“Within the boundaries of Apostle Islands National Lakeshore is the largest and finest single collection of lighthouses in the country.” F. Ross Holland, Jr., Great American Lighthouses, 1994

Highest Concentration of Lighthouses in North America

Found near Wisconsin’s Bayfield Peninsula, the Apostle Islands National Lakeshore is home to the highest concentration of lighthouses in North America. Known for its cluster of 21 islands and magical sea caves, several historical lighthouses are also scattered amongst the landmasses along the pristine shores of Lake Superior.

Since the mid-1800s, the navigational beacons have guided boats around the islands. Six of the lighthouses were listed as a group on the National Register of Historic Places in 1977 under the name Apostle Islands Lighthouses. While the National Park Service offers tours of some of the structures, people often enjoy the views best by water and aboard an Apostle Islands Cruises tour.

What are the Apostle Islands?

Apostle Islands Sea Caves

Twenty-one beautiful islands, cliffs, sea caves, old lighthouses, and 12 miles of shoreline make up the Apostle Islands National Lakeshore. Peppered along Lake Superior just off the Bayfield County shoreline, the “Apostles” have been formed and carved out over time by the big lake.

1. The “Showplace of the Apostle Islands”: Raspberry Island Lighthouse

raspberry island lighthouse

Considered the “showplace of the Apostle Islands,” the Raspberry Island Lighthouse was built in 1862 after Henry Rice, an influential St. Paul politician who founded the city of Bayfield, advocated for its construction. The majestic views from the top of the tower on a guided tour are only matched by its beautiful grounds and rich history.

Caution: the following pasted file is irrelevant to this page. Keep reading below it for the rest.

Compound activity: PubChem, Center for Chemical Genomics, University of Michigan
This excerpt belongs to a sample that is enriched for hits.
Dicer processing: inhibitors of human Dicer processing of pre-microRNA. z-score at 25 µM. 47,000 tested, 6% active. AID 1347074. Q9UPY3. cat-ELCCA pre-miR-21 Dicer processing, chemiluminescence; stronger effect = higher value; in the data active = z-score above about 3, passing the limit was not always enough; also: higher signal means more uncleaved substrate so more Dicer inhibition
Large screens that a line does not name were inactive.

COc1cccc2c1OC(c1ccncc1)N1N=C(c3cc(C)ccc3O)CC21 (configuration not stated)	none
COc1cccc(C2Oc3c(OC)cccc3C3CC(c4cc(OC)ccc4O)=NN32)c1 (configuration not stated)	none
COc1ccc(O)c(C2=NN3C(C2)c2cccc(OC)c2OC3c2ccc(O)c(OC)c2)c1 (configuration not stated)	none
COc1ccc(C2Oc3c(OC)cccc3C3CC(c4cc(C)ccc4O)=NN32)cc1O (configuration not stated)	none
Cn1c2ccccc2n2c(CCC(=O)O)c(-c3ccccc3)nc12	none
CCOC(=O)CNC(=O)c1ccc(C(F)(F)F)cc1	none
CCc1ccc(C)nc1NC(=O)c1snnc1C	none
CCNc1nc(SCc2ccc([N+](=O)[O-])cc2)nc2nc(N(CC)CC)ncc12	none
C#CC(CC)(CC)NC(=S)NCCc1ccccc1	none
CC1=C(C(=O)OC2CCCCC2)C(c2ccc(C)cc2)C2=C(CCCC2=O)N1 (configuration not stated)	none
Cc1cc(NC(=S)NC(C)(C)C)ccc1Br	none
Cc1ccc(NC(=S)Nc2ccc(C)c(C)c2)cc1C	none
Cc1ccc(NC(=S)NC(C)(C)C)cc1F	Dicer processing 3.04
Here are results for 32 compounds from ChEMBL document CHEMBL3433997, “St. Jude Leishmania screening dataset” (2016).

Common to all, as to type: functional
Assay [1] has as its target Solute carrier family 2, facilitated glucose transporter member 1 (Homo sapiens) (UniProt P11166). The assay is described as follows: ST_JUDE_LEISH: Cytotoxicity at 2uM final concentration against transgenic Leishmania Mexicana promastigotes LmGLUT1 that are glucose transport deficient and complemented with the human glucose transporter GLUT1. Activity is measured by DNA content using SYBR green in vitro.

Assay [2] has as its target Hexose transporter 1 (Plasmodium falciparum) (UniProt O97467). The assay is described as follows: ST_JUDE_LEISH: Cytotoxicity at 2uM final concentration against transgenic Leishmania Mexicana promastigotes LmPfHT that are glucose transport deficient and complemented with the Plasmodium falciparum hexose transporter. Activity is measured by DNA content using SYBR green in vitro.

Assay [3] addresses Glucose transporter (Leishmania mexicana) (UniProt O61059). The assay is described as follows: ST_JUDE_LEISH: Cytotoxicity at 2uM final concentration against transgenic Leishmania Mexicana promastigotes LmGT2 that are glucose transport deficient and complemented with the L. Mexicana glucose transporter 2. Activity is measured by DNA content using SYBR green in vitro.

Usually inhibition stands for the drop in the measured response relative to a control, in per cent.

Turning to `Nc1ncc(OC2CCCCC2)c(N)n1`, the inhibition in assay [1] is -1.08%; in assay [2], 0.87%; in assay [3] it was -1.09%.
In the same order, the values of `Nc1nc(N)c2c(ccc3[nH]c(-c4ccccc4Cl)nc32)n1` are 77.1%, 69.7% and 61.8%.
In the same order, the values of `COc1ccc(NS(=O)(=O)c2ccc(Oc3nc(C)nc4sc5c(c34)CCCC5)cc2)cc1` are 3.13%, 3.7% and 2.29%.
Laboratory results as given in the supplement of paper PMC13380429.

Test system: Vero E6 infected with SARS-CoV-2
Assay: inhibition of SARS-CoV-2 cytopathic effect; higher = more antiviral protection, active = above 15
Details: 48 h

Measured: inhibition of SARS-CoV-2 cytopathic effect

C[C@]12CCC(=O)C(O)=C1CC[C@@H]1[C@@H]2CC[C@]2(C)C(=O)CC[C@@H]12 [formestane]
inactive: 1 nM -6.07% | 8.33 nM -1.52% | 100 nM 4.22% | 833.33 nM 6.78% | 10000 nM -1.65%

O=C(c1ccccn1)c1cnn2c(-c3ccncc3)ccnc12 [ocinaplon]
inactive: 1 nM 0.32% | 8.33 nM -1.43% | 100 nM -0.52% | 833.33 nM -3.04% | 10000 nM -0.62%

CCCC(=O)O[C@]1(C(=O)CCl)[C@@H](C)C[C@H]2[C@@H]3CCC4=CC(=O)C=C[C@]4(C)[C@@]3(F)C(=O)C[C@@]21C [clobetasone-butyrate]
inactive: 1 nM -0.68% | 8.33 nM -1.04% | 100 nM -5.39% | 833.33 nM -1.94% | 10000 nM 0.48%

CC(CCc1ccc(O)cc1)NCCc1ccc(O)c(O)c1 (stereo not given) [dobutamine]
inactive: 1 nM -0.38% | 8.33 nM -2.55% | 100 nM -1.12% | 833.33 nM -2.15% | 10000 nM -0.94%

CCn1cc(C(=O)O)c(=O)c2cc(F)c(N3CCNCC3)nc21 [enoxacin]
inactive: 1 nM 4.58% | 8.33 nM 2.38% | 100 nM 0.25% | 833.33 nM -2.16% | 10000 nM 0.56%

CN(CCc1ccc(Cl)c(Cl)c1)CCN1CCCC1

Brief History & Stories of Raspberry Island Lighthouse

Old Raspberry Island Lighthouse
The lighthouse was remodeled from the ground up in 1906, with the goal to expand its structure to support families. Parts of the old structure were incorporated into the new building.
Former Apostle Island Lighthouse Keeper Francis Jacker
While life on an island sounds relaxing, there were plenty of hardships to be had. In the 1880s, lightkeeper Francis Jacker tried to seek refuge from a brewing storm and was shipwrecked in the cold without food. Fortunately, his wife decided to visit and organized a search party when she realized he was missing. He was found three days later and an assistant lightkeeper was hired shortly after.

2. The Icon: Devils Island Light

raspberry island lighthouse

First lit in 1891, the Devils Island Light eventually became the last manned station in the Apostle Islands. It sits atop Devils Island, arguably the most gorgeous Apostle Island, due to its intricate sea caves. It has become iconic, featured in countless images. The lighthouse was automated in 1978, marking the end of over a century of lightkeepers tending lights.

3. The Italian: Outer Island Light

Outer Island Lighthouse

The Outer Island Lighthouse stands ninety-feet-high on a tall bluff and was built in 1874. The design of the structure was influenced by the Italianate architectural style popular during that time frame. A gorgeous cast iron staircase spirals up the inside of the tower to the keeper’s watch room.

Michigan Island Lighthouses